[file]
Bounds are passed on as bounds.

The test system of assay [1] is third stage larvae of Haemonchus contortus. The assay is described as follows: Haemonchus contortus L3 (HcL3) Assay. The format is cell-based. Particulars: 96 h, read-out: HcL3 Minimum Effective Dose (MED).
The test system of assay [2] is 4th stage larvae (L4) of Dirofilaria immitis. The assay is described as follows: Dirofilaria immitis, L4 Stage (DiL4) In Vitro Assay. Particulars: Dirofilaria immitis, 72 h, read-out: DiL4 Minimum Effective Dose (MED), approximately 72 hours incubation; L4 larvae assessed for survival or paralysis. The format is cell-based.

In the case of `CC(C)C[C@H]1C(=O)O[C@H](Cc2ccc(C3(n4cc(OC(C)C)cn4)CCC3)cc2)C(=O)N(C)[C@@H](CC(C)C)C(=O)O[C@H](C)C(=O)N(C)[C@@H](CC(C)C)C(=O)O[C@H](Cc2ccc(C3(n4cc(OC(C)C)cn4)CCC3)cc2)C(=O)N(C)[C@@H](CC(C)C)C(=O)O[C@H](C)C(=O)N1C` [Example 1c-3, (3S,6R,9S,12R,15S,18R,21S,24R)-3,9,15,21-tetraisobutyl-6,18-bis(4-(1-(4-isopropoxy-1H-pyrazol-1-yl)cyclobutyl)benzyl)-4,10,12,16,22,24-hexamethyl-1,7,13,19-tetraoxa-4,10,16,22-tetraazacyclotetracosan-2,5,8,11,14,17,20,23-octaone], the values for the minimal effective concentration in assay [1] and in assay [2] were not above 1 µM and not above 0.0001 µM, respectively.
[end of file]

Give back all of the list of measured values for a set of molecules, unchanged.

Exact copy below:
Bounds are passed on as bounds.

The test system of assay [1] is third stage larvae of Haemonchus contortus. The assay is described as follows: Haemonchus contortus L3 (HcL3) Assay. The format is cell-based. Particulars: 96 h, read-out: HcL3 Minimum Effective Dose (MED).
The test system of assay [2] is 4th stage larvae (L4) of Dirofilaria immitis. The assay is described as follows: Dirofilaria immitis, L4 Stage (DiL4) In Vitro Assay. Particulars: Dirofilaria immitis, 72 h, read-out: DiL4 Minimum Effective Dose (MED), approximately 72 hours incubation; L4 larvae assessed for survival or paralysis. The format is cell-based.

In the case of `CC(C)C[C@H]1C(=O)O[C@H](Cc2ccc(C3(n4cc(OC(C)C)cn4)CCC3)cc2)C(=O)N(C)[C@@H](CC(C)C)C(=O)O[C@H](C)C(=O)N(C)[C@@H](CC(C)C)C(=O)O[C@H](Cc2ccc(C3(n4cc(OC(C)C)cn4)CCC3)cc2)C(=O)N(C)[C@@H](CC(C)C)C(=O)O[C@H](C)C(=O)N1C` [Example 1c-3, (3S,6R,9S,12R,15S,18R,21S,24R)-3,9,15,21-tetraisobutyl-6,18-bis(4-(1-(4-isopropoxy-1H-pyrazol-1-yl)cyclobutyl)benzyl)-4,10,12,16,22,24-hexamethyl-1,7,13,19-tetraoxa-4,10,16,22-tetraazacyclotetracosan-2,5,8,11,14,17,20,23-octaone], the values for the minimal effective concentration in assay [1] and in assay [2] were not above 1 µM and not above 0.0001 µM, respectively.